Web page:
In Milwaukee, for example, several grassroots black academies are participating in a nationally watched voucher experiment that allows 260 children of low-income families to attend nonsectarian private schools at state expense. (See Education Week, Sept. 12, 1990.)

And in New York City, a former administrator of a black private school in Brooklyn developed a proposal for creation of the Ujamaa Institute, a public high school with a multicultural curriculum that would be geared to the needs of black and Hispanic males. (See Education Week, Jan. 16, 1991.)

"There is a sense that something is not happening in the mainstream of public schools for a majority of black children," said Ms. Ratteray. "Parents find refuge" in black private schools, she added. "But the refuge is seen as short-lived. There is still the problem of how the public- school system is affecting the masses of black children." Although many institutions in the current wave of black private schools were established in the 1980's, the United States has a long tradition of such schools that dates back to the Revolutionary War, according to Ms. Ratteray.

African-Americans first established their own schools in the late 1700's because they were barred from the institutions that served the white elite of the day, she said.

Black schools saw several cycles of growth up until the desegregation era of the 1950's and 1960's, when many black parents felt the need to support the public schools. But the seemingly intractable problems of many big-city school systems--violence, lagging student achievement, excessive bureaucracy--prompted many emerging middle-class black families to seek out private educational options beginning in the 1970's. They turned not just to black-centered schools, but also to Catholic schools and other private institutions. (See Education Week, Dec. 6, 1986.)No 'Right To Fail'

Today, black private schools make up a diverse group of institutions that are not easily categorized.

Some, like the Westside Preparatory School in Chicago, specialize in a rigorous, classically oriented curriculum that has some of its youngest students reading Plato and Socrates."They don't have the right to fail in this school," Marva Collins, the founder of Westside Prep, said of her more than 200 students. The plain- spoken educator has gained recognition nationwide for her success at teaching urban minority children. Many other black private schools have a Christian orientation, such as the Solid Rock Academy in Riverdale, Ga., an Atlanta suburb.

The 150 pupils there wear uniforms, attend daily religious services, and study a traditional curriculum that also includes a large dose of African-American history.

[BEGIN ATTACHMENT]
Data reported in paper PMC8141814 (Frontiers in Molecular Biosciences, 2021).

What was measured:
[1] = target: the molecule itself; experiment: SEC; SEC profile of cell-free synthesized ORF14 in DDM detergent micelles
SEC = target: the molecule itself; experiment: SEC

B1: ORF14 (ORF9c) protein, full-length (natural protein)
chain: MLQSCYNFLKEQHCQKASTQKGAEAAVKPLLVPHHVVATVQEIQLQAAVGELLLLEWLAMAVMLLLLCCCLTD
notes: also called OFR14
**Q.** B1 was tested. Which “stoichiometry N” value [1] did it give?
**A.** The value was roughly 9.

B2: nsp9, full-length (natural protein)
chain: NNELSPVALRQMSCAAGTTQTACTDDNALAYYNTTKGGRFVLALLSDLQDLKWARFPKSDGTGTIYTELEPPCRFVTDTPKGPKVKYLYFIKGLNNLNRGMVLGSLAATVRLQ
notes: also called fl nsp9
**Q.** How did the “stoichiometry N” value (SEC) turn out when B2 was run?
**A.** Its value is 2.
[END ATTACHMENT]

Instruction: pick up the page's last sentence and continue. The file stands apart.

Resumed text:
"The American public school system has become stalemated because they have taken a lot of the discipline out," said Judith W. Lyon, the academy's director.

Sister Clara Muhammad schools, named for the wife of the late Nation of Islam leader Elijah Muhammad, are in operation in several cities. The schools stress the tenets of the Black Muslim faith.

An increasing number of independent neighborhood schools for black children, meanwhile, are offering African and African-American history and culture, incorporating black cultural traditions not only into the curriculum but throughout the school day.

Some call themselves "pan-African" and identify their schools as African-centered more than African-American.

"African-centered independent schools socialize with a different view of how society ought to look," said Mwalimu J. Shujaa, the national executive officer of the Council of Independent Black Institutions.

"Our schools grew out of a desire for a change in our society," he said.3

Mr. Shujaa, who is an assistant professor of education at the State University of New York at Buffalo, said CIBI was founded in 1972 as the "first step toward a national African-American educational system." Among its original goals was the development of a national African-American teacher corps.

The council currently represents about 30 African-centered private schools in 14 states, Mr. Shujaa said.

Some of the schools often sound more radical in their philosophy than they really are, he added.

"Public schools are agents of the social order," said Mr. Shujaa, who was also the founder of an African-centered school in Trenton, N.J. "They are set up to maintain the status quo, and that is an inherent limitation."

"However," he continued, "African-centered independent schools are not limited in responsibility to reproduce the status quo in social and power relations."

Cibi recently published a social-studies curriculum that focuses on the Nguzo Saba, or the seven principles of "blackness" identified by the African-American educator Maulana Karenga. The council also conducts teacher institutes for instructors from its member schools.